Last week was all about the February employment report, which surprised to the upside for the second month in a row. This was the last remaining hurdle the economy needed to clear before a Federal Reserve interest rate hike, and the positive results essentially ensured that the hike will happen as expected this week.
A look at last week’s data
Trade deficit worse than expected. On Tuesday, the U.S. trade deficit was reported at $48.5 billion, against an expected decline from $44.3 billion to $47.0 billion. This was the biggest gap since March 2012, due to both a wider goods trade deficit and a smaller services surplus. Imports grew substantially faster than exports, and, overall, trade remains a drag on economic growth.
Jobs offer a very positive surprise. The jobs report, on the other hand, came in much better than expected for the second month in a row.
- The economy added 235,000 new jobs in February, against an expected increase of 180,000 and up from 227,000 the previous month.
- The unemployment rate declined from 4.8 percent to 4.7 percent, as expected.
- Average wage growth for the month came in at 0.2 percent versus the expected 0.3 percent, but the year-on-year change moved up to 2.8 percent, beating expectations.
On the whole, the strong report should provide the final push for the Fed to increase interest rates this week.
The week ahead
The data slated for release covers most areas of the economy.
Consumer prices will be released on Wednesday. The headline rate is expected to be flat for the month, down from a 0.6-percent increase last month. Due to base effects, however, the yearly rate is expected to increase from 2.5 percent to 2.7 percent. Core prices, excluding food and energy, are expected to rise by 0.2 percent, down from 0.3 percent last month, but the annual rate should drop from 2.3 percent to 2.2 percent.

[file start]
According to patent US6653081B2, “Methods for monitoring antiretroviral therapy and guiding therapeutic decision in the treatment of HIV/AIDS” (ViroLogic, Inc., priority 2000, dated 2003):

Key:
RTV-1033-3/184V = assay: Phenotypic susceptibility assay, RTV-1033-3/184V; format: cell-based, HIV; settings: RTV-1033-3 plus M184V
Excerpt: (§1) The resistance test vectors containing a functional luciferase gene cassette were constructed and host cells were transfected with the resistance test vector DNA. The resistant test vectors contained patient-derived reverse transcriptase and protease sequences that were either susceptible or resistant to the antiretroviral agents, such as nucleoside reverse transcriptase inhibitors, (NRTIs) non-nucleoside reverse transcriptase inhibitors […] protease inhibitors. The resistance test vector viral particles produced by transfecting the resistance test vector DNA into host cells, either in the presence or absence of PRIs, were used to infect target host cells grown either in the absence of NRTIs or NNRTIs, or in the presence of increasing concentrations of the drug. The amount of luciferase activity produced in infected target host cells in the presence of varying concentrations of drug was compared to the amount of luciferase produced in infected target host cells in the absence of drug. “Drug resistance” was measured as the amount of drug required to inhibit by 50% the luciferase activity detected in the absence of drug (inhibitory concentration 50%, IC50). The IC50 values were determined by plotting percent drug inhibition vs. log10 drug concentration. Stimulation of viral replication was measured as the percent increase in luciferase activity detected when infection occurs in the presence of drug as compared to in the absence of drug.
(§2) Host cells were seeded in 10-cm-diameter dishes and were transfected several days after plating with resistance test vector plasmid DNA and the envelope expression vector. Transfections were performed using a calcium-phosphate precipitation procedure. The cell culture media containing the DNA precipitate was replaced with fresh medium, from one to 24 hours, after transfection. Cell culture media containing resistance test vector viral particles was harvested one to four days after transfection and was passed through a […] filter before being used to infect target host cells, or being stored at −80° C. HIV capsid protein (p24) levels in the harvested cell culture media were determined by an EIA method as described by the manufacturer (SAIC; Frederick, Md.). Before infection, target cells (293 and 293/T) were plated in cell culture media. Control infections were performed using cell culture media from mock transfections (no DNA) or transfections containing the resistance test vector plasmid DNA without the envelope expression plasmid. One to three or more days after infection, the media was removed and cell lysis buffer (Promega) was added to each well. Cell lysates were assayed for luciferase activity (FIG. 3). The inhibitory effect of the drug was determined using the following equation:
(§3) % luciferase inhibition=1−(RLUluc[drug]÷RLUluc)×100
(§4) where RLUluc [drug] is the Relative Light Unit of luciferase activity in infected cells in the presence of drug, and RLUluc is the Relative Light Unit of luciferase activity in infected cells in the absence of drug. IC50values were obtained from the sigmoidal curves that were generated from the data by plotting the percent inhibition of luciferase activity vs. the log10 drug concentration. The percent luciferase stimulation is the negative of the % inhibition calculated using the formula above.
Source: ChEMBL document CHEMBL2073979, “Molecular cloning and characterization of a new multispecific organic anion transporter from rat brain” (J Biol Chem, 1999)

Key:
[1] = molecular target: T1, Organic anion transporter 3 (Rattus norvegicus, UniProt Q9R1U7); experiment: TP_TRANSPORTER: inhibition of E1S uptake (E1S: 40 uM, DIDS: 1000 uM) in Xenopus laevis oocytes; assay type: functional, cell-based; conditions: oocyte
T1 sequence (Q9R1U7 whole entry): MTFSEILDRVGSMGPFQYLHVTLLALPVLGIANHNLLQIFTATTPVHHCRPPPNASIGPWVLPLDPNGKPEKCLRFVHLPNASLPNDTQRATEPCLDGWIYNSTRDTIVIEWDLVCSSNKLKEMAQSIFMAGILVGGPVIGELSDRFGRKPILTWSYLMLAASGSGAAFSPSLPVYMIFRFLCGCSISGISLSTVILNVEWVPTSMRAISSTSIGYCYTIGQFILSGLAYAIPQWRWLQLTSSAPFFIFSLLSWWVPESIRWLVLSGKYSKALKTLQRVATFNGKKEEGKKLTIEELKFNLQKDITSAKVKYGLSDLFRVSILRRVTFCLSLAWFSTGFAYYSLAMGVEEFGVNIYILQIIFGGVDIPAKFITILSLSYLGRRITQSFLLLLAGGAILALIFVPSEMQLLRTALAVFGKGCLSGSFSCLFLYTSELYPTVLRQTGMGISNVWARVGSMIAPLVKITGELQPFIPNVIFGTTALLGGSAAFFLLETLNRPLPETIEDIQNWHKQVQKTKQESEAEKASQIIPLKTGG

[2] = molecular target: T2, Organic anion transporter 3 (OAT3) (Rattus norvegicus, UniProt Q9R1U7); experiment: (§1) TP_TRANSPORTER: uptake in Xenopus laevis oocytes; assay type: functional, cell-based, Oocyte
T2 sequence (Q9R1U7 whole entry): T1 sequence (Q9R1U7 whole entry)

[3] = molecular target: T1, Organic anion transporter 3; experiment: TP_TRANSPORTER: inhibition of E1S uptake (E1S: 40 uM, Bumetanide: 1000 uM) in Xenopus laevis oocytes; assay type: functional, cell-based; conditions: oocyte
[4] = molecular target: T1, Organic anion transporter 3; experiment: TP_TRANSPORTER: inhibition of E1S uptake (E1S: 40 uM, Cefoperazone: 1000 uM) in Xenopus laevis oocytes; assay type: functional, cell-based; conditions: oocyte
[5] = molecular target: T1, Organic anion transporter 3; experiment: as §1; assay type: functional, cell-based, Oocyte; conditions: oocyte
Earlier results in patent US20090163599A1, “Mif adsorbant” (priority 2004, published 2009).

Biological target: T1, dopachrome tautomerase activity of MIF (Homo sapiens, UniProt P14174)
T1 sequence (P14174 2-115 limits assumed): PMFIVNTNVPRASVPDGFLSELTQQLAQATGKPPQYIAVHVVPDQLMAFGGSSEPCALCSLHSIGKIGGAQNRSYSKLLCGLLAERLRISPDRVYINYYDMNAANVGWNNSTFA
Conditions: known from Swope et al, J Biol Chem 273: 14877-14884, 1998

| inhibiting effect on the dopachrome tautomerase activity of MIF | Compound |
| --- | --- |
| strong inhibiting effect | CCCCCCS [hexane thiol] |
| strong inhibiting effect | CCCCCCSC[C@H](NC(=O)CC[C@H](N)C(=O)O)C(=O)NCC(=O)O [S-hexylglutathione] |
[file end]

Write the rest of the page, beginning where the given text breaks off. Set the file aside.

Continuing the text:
Also on Wednesday, retail sales are expected to decline by 0.1 percent, down from a 0.4-percent increase last month. This isn’t as bad as it looks, however, as a decline in gasoline prices would be the primary cause. Core retail sales, excluding autos, are expected to increase by 0.1 percent, down from an increase of 0.8 percent last month, also affected by the large gas price drop. The most economically representative number, core sales, which excludes autos, gas, and building materials, is expected to do better, with a 0.4-percent increase.
The National Association of Home Builders survey is also due on Wednesday, with a steady result of 65 expected as confidence slowly normalizes to the levels of last year. Another look at housing will come on Thursday, when housing starts are expected to show a small increase, from 1.246 million to 1.255 million.
On Friday, industrial production figures are expected to improve to growth of 0.2 percent from a previous decline of 0.3 percent. Again, this would be better than it looks, as stronger mining and manufacturing results are offset by weak utility production due to warm weather. The core manufacturing output, however, is expected to show faster growth of 0.3 percent, up from 0.2 percent.
Finally on Friday, we'll see the University of Michigan Consumer Sentiment Index, which is expected to improve slightly, from 96.3 to 97.0. This would be a 13-year high, consistent with the other major survey of consumer confidence produced by the Conference Board.
The other economic event this week will be the regular meeting of the Federal Open Market Committee, which is widely expected to raise interest rates by another quarter point. If it does, the consequences should be minor, as the action is already fully priced into markets. Markets will still be watching closely, however, for any new information with respect to the pace of future rate hikes.
Have a great week!